clock menu more-arrow no yes

Filed under:

Rumour Mongering: Inexplicably Helping Your Enemies Edition

New, comments

Tiago Ilori is the most important piece of the puzzle that would allow Louis van Gaal to secure the transfer of Mats Hummels to Manchester United. Wait, what?

Mats thinks LvG has a fantastic sense of humour.
Mats thinks LvG has a fantastic sense of humour.
Martin Rose

Sometimes it isn't the most important or most impressive player who can make the biggest impact during the transfer window. Tiago Ilori, fresh off a loan spell at Granada and hoping to impress on Liverpool's summer tour, has suddenly found himself smack dab in the centre of what could be a pretty huge transfer coup for Manchester United.

For those who have been hate watching with much schadenfreude Louis van Gaal's multiple failed attempts to get a German (any German) to sign for him, you will be familiar with the Manchester club's alleged £16m bid for the player earlier this summer that put all other EPL fans into a frenzy over the idea that the player could be had at all, let alone for so cheaply. Jürgen Klopp quickly rubbished the rumours with great panache, threatening to eat a broomstick if they turned out to be true.

In spite of Klopp's evocative dismissal of the story, rumours surfaced again on Thursday about an improved (!) £20m bid being made for Hummels' services. Losing their top centre back would be a huge blow for Borussia Dortmund, and so the deal hinges on Klopp finding a suitable replacement. Naturally, this replacement comes in the form of an on-loan Tiago Ilori.

While Brendan Rodgers is allegedly totally on board with the Portuguese defender experiencing a Bundesliga season in scenic Dortmund, it's incredibly hard to fathom how Jürgen Klopp would have any interest in such a loan spell if it's meant to replace one of the top performers at his club. Letting Hummels go for a mere £20m after a strong performance at the World Cup seems additionally ludicrous given the current transfer market and the usual post-World Cup price increase, and the gap in experience between the two players is on another level.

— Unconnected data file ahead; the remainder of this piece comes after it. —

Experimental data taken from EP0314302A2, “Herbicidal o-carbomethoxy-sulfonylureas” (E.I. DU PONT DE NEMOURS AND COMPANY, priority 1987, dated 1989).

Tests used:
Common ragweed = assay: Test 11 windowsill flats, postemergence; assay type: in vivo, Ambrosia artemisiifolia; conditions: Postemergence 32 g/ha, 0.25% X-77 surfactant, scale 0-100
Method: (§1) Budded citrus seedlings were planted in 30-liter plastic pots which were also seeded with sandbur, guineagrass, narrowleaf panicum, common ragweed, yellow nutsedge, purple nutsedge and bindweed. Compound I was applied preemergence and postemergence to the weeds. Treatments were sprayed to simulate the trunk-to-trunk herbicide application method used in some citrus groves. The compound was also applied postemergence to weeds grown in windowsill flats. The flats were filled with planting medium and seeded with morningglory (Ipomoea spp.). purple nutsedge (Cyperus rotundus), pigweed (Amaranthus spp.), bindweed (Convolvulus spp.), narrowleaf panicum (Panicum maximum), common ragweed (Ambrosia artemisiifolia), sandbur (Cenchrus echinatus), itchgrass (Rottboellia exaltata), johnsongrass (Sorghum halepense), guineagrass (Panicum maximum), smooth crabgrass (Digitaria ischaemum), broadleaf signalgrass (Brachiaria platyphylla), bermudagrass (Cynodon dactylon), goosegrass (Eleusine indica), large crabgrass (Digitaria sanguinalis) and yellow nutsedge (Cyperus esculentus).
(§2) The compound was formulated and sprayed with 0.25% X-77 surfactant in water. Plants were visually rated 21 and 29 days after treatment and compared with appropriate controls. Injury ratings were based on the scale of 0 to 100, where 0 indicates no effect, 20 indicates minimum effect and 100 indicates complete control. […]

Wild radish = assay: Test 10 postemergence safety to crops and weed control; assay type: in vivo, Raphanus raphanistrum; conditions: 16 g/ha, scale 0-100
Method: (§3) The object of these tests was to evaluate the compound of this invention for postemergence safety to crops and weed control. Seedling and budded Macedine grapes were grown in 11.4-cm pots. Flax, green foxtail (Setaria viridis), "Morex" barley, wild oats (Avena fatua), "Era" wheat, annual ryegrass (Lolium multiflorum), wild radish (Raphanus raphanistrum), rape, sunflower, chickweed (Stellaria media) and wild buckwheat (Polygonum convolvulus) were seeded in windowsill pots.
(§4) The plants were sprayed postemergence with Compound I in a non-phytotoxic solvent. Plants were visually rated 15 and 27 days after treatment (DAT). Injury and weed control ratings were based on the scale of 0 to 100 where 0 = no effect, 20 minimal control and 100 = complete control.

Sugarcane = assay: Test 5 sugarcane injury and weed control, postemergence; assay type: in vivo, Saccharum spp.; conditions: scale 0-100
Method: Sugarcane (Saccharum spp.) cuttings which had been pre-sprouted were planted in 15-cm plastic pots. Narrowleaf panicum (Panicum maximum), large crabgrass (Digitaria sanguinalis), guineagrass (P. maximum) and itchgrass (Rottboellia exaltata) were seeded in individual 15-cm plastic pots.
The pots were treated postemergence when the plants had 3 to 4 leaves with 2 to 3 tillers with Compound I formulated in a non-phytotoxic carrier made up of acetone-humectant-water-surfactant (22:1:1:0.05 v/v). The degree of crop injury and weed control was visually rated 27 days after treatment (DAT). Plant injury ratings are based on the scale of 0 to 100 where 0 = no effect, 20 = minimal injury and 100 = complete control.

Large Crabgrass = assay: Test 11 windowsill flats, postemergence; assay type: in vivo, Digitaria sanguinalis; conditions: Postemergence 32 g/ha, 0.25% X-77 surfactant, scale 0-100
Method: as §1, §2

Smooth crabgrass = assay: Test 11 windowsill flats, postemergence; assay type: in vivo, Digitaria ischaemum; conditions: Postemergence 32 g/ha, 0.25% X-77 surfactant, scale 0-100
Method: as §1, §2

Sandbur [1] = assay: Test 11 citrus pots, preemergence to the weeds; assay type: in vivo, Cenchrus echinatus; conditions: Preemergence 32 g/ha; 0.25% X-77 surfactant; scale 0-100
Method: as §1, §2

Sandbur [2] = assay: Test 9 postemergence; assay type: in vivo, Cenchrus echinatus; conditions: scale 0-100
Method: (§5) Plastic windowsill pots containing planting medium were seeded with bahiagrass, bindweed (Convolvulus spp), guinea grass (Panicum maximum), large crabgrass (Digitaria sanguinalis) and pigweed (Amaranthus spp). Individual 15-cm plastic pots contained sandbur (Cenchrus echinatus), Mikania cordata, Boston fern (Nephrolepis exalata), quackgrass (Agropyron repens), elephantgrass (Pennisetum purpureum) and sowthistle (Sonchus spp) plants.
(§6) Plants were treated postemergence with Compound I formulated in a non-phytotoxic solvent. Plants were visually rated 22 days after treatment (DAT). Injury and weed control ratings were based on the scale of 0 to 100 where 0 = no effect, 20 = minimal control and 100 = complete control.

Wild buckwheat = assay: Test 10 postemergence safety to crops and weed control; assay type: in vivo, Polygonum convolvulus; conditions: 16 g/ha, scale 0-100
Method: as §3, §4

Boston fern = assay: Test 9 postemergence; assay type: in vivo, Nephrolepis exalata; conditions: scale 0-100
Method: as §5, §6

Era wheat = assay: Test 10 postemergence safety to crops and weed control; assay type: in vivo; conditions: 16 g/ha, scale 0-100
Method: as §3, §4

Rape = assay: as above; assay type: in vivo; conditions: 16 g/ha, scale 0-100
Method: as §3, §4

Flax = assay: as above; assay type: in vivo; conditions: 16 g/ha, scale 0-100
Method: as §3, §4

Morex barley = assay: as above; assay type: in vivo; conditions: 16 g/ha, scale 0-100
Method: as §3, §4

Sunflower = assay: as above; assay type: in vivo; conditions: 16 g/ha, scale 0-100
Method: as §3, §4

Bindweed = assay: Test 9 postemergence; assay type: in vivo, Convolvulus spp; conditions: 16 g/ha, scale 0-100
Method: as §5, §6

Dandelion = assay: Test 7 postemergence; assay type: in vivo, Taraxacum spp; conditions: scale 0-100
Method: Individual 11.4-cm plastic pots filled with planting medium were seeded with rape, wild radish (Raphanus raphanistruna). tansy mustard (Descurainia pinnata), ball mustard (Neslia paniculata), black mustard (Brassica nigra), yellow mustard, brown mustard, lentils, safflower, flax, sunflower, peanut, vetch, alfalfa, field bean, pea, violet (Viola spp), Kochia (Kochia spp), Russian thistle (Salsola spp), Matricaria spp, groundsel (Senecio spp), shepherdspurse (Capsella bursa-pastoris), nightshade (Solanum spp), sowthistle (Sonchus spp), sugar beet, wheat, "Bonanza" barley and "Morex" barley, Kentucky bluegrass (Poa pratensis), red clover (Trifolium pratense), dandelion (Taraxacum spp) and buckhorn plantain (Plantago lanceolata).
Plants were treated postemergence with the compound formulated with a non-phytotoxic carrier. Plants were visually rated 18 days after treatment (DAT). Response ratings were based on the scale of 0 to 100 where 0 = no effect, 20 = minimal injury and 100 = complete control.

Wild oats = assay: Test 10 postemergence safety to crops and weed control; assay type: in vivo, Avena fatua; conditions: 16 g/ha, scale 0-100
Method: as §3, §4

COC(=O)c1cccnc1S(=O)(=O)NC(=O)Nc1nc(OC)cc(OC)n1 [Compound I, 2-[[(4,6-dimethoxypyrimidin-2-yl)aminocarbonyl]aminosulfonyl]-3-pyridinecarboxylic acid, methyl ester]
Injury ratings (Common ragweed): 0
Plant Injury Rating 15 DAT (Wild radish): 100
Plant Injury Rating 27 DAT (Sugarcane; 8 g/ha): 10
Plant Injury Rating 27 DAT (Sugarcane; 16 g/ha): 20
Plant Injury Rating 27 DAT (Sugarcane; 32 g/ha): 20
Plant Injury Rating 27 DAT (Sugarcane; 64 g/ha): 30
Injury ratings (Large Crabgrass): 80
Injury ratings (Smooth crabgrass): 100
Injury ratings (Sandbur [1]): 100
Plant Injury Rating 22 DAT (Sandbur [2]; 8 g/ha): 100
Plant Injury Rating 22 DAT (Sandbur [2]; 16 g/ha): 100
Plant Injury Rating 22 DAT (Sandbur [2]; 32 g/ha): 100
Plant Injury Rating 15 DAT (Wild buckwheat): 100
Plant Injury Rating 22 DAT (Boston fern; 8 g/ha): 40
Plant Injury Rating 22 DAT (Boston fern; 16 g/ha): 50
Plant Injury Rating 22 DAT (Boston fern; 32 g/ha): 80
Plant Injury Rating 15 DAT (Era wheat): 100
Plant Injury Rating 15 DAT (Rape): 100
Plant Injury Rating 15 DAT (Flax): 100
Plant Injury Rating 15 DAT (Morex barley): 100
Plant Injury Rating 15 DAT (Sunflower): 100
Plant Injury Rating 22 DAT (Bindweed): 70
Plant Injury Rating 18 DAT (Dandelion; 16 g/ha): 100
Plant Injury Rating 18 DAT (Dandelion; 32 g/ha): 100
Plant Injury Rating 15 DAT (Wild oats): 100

One might even be inclined to consider Liverpool's history of not doing direct business with Manchester United, and while in this case they wouldn't be dealing with the Red Devils, it's a close enough proxy that it's hard to imagine what was going through the heads of bored journos when they conjured this story up. That Brendan Rodgers would knowingly help facilitate the sale of one of Germany's top talents to his club's arch rival seems more than a little farfetched.

Dortmund come to Anfield on August 10 and if this totally amazing deal hasn't gone through by then, Hummels will have an opportunity to wax lyrical about der Gelbe Wand of the Westfalenstadion to Ilori in the tunnel at Anfield before kick-off. Or, as is more likely, they can shake hands, defender to defender, and argue about which of the Kop or the Yellow Wall is likely to be more raucous when they meet each other again in the Champions League.